The president has been certain that the central problem in the Middle East is the conflict between Israel and Palestine, and if that is solved, there will be peace. He has continually been trying to “restart” the “peace process,” without the slightest notion that as long as Palestinians teach their little children that killing Jews is their noblest goal, there is no hope of any peace process.
The foreign policy experts who study Iran are worried about Iranian progress on nuclear weapons, but Obama is sure that his charisma will allow his Secretary of State to make peace with the mullahs in Iran. The collapse of the so-called “Arab Spring” made no dent in his convictions, he has denied the resurgence of al Qaeda, refused to give up on the Muslim Brotherhood, and slashed aid to the Egyptians who threw Morsi out. The Saudis have lost all faith in help or assistance from the Americans in controlling Iran, and are looking for nuclear technology., and turning for help to the Russians.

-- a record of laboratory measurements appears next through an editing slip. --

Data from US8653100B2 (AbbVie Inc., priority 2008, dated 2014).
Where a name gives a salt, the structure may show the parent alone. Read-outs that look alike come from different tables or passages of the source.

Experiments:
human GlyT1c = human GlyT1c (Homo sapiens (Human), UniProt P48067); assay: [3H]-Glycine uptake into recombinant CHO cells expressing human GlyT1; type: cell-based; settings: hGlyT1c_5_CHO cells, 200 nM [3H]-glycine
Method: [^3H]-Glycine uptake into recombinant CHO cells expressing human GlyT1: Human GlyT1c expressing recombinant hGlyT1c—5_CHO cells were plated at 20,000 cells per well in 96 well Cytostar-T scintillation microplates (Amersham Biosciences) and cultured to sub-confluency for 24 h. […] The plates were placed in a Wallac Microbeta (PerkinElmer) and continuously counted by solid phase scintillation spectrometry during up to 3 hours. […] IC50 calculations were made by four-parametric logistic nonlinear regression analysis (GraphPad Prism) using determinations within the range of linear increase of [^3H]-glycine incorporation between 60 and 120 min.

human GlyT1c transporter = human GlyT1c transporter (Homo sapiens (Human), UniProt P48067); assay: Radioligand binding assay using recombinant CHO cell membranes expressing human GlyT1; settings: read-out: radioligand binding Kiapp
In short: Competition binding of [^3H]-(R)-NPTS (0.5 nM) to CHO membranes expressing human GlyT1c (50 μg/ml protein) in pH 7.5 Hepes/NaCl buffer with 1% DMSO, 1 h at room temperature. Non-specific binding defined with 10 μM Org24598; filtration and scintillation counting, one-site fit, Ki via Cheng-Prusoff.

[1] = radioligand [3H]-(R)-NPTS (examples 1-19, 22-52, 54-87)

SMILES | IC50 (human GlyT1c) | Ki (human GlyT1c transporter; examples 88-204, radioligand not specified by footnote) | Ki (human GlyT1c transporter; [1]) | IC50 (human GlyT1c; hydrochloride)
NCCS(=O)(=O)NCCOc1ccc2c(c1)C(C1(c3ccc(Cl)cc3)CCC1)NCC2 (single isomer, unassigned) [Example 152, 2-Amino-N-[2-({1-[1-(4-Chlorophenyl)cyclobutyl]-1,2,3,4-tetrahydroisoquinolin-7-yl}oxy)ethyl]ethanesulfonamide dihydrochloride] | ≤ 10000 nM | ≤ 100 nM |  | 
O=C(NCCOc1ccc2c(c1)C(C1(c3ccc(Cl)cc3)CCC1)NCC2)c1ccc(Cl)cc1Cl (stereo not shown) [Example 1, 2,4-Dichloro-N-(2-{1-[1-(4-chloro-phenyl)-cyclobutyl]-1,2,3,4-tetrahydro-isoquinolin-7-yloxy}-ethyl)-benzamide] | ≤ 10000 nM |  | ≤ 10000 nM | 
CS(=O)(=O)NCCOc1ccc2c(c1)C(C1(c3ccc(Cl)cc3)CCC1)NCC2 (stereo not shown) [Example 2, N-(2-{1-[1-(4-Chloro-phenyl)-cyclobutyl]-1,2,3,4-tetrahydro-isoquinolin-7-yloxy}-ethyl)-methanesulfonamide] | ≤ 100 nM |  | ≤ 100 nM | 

Obama’s signature accomplishment is turning sour. As James Taranto said “The exposure of Obamacare as a massive consumer fraud —and of Obama as the Bernie Madoff of politics— is well underway.” Obama wants a major triumph, and he wants it badly. Ordinary things like 20,000 jobs on the Keystone XL pipeline don’t measure up. He needs something big to match the presidential ego.
The only world leader who seems to understand what is happening is Israeli Prime Minister Benjamin Netanyahu, who is warning that a pact easing sanctions “would be a mistake of historic proportions.” The deal being hatched in Geneva, and apparently we are already easing the sanctions, is precisely an effort to short-circuit Israel’s own options. History is not kind to appeasers. The New York Sun is not kind to Secretary of State Kerry’s history, character, and role in the current negotiations.
The Times of Israel reports that “the Obama administration plans to achieve a diplomatic breakthrough at the beginning of 2014. The Americans want to move from coordinating between the two sides to a phase of active intervention.”
According to Gal-on, whose left-wing Meretz party is in the opposition, the plan is based on the pre-1967 lines with agreed land swaps and will cover all of the core issues. …